missed this week's printable happening? this is where you'll find articles from 'the back page' – replete with little nuggets of wisdom. go on, get reading!

At the beginning of this World Cup, I remember looking at the draw and thinking there were no interesting games in the initial rounds. But, since then, there’s been a flood of upsets and close calls, which have made the competition dramatic, exciting and unpredictable. The magic of big tournaments is that they test the mettle and substance of those involved. With the world watching on, who can seize the opportunity and make their mark? And this isn’t about random chance. For the most part, those who rise to the occasion are the ones who have been refined and honed beyond the glare of the spotlight.
In the opening pages of Luke’s Gospel, an ageing Simeon epitomizes this theme. We’re told that he’s a good and faithful person, who lived in prayerful expectancy that God would restore His people. And Luke also tells us that the Holy Spirit has assured Simeon that he will see God’s savior before he dies. Simeon has been preparing for this big event, but will he recognize and seize the moment when it comes? Luke recalls the moment of joy when Simeon is prompted to go to the Temple where he holds Jesus in his arms and foretells his future ministry. Simeon’s calling is fulfilled and he feels released to move on. He became known by the later church as the “God-receiver.”
Today, we’re saying farewell to another, younger Simeon, who shares some of the characteristics of his biblical counterpart. Simeon has been a key part of our ministry team for over 6 years. He first joined us to cover maternity leave in our children’s ministry. But it quickly became clear that he had bountiful skills and passion for St Paul’s then fledgling youth ministry. Since then, Sim has brought an amazing array of gifts and talents to bear on this area, leading our young people through the formative stages of their pre-teen and teenage years, along with Holly for most of that time. He’s been a teacher, games-master, social organizer, and mentor. And, as his passion for the heritage of St Paul’s has grown, he’s also become our chief historian and researcher. This culminated in Sim delivering our Stained Historical Lectures over the last 3 weeks, which has attracted interest from far and wide.
But, more than any of this, just like Simeon the “God-receiver,” Sim has been a good and faithful minister, earnestly seeking God’s truth and guidance in each situation. He has journeyed with our young people through their formative years, and has been a valued family member of our staff team. So, it’s with a mixture of sadness and excitement that we say goodbye to Sim and Holly today, and pray God’s blessing on them for the next leg of their adventure on the Hibiscus Coast.
Blessings,
Rev Jonny Grant

0

The Back Page | 24 June 2018 st pauls

With the World Cup kicking off this weekend in Russia, it brings back memories of NZ’s Spanish odyssey in the 1982 competition. I remember as a 10-year-old getting up with friends in the middle of the night to watch the grainy footage from a far-off place, followed by the goodnight kiwi video on tvnz. Despite losing to Brazil, the Soviet Union and Scotland, this adventure captured our collective imaginations, with our tiny rugby-playing country competing with the global giants. Even Zico’s legendary scissor-kick became part of our folklore.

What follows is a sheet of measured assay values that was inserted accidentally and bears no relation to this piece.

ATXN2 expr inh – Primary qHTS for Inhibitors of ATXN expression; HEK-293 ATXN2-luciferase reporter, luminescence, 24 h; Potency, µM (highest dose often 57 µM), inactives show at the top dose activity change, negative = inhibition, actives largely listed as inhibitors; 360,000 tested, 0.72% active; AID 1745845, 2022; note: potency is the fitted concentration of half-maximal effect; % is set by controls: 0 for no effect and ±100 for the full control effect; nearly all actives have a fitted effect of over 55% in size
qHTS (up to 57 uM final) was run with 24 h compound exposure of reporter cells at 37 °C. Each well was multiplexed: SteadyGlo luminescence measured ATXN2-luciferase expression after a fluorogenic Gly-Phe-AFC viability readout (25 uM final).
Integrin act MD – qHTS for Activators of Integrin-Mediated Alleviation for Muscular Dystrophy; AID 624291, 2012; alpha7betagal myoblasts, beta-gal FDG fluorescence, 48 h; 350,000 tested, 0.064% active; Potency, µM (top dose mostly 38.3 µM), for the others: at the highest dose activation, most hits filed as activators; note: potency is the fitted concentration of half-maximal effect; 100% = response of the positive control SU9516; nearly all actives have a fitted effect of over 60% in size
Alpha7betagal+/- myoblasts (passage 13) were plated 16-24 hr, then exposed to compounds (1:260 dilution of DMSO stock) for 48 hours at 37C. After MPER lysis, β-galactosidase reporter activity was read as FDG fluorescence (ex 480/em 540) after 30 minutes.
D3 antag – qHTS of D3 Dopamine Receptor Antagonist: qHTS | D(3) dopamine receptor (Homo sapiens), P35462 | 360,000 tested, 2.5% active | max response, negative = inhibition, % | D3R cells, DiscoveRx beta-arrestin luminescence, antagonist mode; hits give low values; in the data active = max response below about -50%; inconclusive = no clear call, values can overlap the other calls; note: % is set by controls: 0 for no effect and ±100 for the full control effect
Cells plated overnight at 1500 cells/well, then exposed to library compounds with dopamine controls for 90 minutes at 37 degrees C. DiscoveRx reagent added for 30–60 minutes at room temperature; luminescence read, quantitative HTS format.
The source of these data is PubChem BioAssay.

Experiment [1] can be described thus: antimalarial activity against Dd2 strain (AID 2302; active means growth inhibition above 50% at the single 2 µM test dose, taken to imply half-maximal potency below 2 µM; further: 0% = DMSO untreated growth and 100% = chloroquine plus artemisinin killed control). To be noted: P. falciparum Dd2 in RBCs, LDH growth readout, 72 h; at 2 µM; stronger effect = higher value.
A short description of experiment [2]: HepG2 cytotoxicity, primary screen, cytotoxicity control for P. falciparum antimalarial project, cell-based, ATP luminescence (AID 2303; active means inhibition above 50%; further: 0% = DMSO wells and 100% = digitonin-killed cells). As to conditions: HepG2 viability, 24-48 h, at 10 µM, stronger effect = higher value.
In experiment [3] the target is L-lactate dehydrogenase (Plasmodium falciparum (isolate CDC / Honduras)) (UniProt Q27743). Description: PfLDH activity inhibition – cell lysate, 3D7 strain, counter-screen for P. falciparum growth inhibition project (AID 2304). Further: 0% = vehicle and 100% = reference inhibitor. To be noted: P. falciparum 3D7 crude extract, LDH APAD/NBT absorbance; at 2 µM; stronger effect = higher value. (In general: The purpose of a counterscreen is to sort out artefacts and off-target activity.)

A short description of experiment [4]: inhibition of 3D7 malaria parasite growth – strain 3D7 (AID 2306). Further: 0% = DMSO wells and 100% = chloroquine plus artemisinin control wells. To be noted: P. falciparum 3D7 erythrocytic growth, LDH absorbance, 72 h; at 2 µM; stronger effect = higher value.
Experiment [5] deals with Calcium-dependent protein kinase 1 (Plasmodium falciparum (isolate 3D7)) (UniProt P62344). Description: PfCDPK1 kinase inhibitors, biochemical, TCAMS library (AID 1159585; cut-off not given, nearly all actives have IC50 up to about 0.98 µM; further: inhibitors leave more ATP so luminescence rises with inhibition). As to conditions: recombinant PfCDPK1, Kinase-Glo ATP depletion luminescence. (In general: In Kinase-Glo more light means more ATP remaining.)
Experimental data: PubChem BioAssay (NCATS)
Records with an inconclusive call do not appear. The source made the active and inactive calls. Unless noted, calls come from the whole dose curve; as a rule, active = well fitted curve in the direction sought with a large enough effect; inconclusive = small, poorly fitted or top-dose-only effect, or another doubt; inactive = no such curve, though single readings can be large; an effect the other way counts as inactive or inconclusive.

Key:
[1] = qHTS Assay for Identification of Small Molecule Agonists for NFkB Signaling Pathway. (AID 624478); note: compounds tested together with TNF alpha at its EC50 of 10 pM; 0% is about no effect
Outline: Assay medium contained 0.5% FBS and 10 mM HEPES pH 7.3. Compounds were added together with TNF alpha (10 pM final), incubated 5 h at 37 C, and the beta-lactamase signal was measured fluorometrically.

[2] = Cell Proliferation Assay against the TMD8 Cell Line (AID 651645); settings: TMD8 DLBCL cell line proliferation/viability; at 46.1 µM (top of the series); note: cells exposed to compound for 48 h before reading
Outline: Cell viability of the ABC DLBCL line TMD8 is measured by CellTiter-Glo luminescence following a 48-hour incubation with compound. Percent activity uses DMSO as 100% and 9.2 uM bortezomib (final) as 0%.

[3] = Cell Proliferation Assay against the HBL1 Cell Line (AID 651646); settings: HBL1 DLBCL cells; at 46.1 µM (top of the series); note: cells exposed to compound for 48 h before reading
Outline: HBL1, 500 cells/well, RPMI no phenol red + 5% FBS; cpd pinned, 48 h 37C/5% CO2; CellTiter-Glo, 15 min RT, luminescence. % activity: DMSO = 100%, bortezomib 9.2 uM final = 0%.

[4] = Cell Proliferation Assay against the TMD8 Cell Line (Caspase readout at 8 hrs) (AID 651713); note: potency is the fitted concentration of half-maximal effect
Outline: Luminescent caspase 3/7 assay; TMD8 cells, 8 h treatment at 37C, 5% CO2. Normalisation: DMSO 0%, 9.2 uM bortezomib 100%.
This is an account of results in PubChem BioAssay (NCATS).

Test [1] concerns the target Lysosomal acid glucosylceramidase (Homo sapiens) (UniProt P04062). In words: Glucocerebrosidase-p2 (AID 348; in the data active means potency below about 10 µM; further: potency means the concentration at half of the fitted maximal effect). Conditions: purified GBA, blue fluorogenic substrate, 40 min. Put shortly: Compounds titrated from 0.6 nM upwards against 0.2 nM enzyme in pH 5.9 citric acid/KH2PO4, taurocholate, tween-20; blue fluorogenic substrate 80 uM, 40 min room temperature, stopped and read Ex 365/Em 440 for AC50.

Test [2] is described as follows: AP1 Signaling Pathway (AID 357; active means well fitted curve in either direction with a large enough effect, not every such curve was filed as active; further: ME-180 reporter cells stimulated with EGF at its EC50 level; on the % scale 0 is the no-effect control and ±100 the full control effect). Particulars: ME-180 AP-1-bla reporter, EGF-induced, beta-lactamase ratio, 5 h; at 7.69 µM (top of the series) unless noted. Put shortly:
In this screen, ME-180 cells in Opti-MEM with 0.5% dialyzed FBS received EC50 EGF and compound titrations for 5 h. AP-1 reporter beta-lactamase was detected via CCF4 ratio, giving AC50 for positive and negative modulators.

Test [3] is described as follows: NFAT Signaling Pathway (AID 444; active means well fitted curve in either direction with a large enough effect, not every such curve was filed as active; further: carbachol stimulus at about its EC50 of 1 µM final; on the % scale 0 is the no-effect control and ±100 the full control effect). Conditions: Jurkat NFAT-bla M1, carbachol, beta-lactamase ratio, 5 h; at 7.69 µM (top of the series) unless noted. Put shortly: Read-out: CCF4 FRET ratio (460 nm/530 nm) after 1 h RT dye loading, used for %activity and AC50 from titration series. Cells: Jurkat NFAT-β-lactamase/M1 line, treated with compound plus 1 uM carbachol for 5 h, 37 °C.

Today, Lex is leading us deeper into the mystery of Jesus’ lesser-known collection of seed parables in Mark’s Gospel. They’re set within the context of Jesus’ strange story about a reckless sower, who spreads seed indiscriminately across paths, fields, rocks and thorns. Although it’s become clichéd imagery to many of us, this story is actually scandalous on so many different levels. Why would the sower — Jesus — extend the good news of the kingdom to the wrong sort of people? Why wouldn’t he take more care with who he invites? And, given Jesus’ conflict with the entitled, “religious” people, who is he calling good or rocky soil? There’s enough controversy in this harmless-sounding farming story to get Jesus killed, so it warrants our closer attention.

I think the most challenging part of the story is also what makes it most relevant to us. It relates to the final type of soil, the good soil that yields up to a hundredfold return. The point of Jesus’ imagery is that this return is unattainable, even with modern GM crops! Unattainable, but not impossible! It represents a miraculous crop that can only be produced by God’s empowering presence. This is where Jesus’ parable differs from the World Cup. The truth is that, although 32 teams are competing over the next month, only a handful of giants can win it, such is the weight of talent, wealth, and power that will determine the outcome. By contrast, in Jesus’ kingdom, it’s not the soil that produces the super-abundant crop, but the soil’s receptivity to the seed of God’s Spirit. This is how a working class fisherman could become the head of the early church, and how the chief persecutor of that same church could become its champion. But all of this is massively counter-intuitive to us as modern people – raised from birth as “self-shapers” (and self-limiters) of our own destiny.

Last week Ian Grant spoke about stories of people who trusted God with projects and plans that were far beyond their own reach; people who stepped out with courage and saw God produce a super-abundant crop through their lives. Recently Chris Gore from Bethel Church spoke at St Paul’s about his experience of praying for physical healing. He described praying for 10 years without seeing a single miracle. It was only when he realised that it was through God’s power, not his own efforts, that the crop grew. And so we reach the heart of the life of faith, as well as its essential difference from the world we live in. Maybe the most surprising thing about this story is that we are not just called to be soil, but also to be sowers of the kingdom, just like Jesus. So, where is God calling you to step out in faith today?